Series: Sirantha Jax, #2
Genres/Themes: science fiction, adventure, unstable intergalactic government
Author: Ann Aguirre
This installment didn't grip me as quickly and unrelentingly as its predecessor, but it was nonetheless a solid and exciting entry to the series. The characters are absolutely addictive, even though this is an episodic, plot-driven book.
Book Description (via Goodreads):
Sirantha Jax is a “Jumper,” a woman who possesses the unique genetic makeup needed to navigate faster than light ships through grimspace. Jax has worked for the Farwan Corporation her entire career. But now the word’s out that the Corp deliberately crashed a passenger ship, and their stranglehold on intergalactic commerce has crumbled—which means that Jax is out of a job. She’s also broke, due to being declared dead a little prematurely. So when the government asks her to head up a vital diplomatic mission, Jax takes it. Her mandate: journey to the planet Ithiss-Tor and convince them to join the Conglomerate. But Jax’s payday is light years away. First, she’ll have to contend with Syndicate criminals, a stormy relationship with her pilot, man-eating aliens, and her own grimspace-weakened body. She’ll be lucky just to make it to Ithiss-Tor alive…
Sure, this is only book two, but I already know that the Sirantha Jax series is going to go down as one of my favorite series. How do I know this? For one, the cast of characters is so magnetic. Unlike with many other books I've read, the details about these personalities cement themselves easily and thoroughly in my mind. I feel like these characters are my friends…how nutty is that? But so it is. It certainly doesn't hurt that Sirantha's first-person present-tense narration is vivid and fits seamlessly.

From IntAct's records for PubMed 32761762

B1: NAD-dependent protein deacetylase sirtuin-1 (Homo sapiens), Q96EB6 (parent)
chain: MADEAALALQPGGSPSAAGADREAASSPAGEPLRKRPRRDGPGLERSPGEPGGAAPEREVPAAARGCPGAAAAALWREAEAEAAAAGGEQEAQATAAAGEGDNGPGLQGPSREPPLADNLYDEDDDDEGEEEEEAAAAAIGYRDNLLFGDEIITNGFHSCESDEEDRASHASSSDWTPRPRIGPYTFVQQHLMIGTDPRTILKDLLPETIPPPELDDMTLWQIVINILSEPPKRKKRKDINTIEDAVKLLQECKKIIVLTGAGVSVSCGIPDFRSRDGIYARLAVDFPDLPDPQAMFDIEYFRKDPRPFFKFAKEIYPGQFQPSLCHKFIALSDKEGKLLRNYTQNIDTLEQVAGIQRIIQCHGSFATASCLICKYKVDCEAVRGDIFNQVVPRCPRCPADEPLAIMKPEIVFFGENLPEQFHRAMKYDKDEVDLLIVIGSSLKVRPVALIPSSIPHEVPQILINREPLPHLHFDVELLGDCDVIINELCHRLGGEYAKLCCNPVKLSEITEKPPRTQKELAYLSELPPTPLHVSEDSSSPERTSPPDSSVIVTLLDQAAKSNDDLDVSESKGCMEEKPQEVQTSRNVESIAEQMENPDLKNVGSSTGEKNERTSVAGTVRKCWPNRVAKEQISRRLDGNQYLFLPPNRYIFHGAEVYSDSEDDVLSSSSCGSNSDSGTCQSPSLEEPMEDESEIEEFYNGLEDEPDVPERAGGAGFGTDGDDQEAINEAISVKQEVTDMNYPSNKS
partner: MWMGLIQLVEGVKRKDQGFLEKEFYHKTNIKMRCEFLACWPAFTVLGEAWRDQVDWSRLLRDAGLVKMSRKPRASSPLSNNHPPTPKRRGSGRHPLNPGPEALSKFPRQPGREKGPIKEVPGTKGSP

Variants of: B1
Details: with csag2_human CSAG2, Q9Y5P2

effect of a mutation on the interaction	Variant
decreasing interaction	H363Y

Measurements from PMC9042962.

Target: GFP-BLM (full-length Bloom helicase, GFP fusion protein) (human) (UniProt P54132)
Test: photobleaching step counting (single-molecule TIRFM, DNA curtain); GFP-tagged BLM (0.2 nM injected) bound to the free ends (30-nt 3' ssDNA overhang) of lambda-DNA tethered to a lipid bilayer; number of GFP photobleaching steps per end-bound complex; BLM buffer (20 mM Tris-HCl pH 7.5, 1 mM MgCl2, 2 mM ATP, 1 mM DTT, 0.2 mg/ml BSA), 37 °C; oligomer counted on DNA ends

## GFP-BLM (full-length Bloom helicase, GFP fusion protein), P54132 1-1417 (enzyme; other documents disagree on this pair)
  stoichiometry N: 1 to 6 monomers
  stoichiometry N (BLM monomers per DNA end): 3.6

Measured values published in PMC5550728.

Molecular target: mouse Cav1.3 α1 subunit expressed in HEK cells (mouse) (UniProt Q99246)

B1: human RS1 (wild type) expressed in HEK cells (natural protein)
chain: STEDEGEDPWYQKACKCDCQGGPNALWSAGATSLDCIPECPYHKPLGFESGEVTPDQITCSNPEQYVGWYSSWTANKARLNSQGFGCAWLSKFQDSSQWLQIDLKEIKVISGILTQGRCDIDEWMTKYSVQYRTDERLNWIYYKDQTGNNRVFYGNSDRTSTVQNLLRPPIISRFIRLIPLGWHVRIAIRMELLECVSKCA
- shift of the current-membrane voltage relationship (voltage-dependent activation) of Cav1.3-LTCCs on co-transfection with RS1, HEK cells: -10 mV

And speaking of characters, I am really liking one in particular: Vel. Oddly enough, he's an insect (in a manner of speaking). But darnit if he isn't also the most magnetic, nuanced, mysterious character of the lot. The next book, Doubleblind, is supposed to (finally!) be about Vel's home planet, so I'm very much looking forward to further exploration of the compassionate yet regimented bounty hunter.
Now, if comparing this book to its predecessor, Grimspace, I'd have to say that this book was not as gripping. To me, it was largely due to the plot driver; it wasn't until the end of the book that the reason for said plot driver was revealed (leading me to remark, "Oh! So that's why they're supposed to have given a crap about what they spent the last 300 pages doing!"). Before that point, I didn't completely buy into the adventure (since I thought it had no point and felt like it aimlessly drifted). But ultimately, the story was still engaging enough to keep me wanting to find out what perils were to befall my beloved characters. ^_^
Like in Grimspace, Wanderlust is highly episodic in nature. This makes for a very fun read, especially since each successive "episode" ends up more "high stakes" and perilous than the last. I'd be perfect for setting the book down for stretches…except, it's very difficult to put the book down at all. :o)
All's I know is that Ann Aguirre is a great storyteller and a skilled craftswoman when it comes to shaping characters. Wanderlust is a solid piece of science fiction--part of a series that is perfect for urban fantasy fans looking to test the waters of speculative fiction. I want to jump into the next book, but this series needs to be savored. Besides, Wanderlust will make for a great re-read.
Rating: 4 of 5 stars
"I really liked it."